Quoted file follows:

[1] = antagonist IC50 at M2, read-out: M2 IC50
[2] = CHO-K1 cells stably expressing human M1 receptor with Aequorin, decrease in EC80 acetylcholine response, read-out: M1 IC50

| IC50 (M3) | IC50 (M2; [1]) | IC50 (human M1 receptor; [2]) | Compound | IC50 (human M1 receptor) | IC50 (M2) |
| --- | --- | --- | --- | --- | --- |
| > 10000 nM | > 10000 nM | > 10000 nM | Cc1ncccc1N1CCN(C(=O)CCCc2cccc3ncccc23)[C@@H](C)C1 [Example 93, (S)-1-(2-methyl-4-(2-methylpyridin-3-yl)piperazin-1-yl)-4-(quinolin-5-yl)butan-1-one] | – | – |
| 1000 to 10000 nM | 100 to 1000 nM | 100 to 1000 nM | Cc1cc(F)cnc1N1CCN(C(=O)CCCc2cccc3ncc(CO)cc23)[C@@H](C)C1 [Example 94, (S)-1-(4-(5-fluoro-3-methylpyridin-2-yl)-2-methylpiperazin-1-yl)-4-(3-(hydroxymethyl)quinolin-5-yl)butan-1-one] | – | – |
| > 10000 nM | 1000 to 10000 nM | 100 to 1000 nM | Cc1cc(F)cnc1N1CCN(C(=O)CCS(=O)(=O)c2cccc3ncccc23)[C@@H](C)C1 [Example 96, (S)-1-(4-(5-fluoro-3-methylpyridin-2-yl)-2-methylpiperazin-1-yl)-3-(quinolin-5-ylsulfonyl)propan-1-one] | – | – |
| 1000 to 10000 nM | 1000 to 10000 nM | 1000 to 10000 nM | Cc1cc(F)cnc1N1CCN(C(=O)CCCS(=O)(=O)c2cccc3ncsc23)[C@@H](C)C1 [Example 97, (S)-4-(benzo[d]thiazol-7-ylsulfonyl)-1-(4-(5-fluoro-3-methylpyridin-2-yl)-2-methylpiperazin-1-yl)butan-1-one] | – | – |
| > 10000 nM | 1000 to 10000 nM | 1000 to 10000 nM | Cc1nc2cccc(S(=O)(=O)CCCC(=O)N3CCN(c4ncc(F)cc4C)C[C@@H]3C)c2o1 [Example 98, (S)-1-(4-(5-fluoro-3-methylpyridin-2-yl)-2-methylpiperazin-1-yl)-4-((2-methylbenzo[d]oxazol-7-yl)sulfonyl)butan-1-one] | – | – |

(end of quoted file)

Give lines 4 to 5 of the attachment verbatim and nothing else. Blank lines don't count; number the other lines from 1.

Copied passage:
| --- | --- | --- | --- | --- | --- |
| > 10000 nM | > 10000 nM | > 10000 nM | Cc1ncccc1N1CCN(C(=O)CCCc2cccc3ncccc23)[C@@H](C)C1 [Example 93, (S)-1-(2-methyl-4-(2-methylpyridin-3-yl)piperazin-1-yl)-4-(quinolin-5-yl)butan-1-one] | – | – |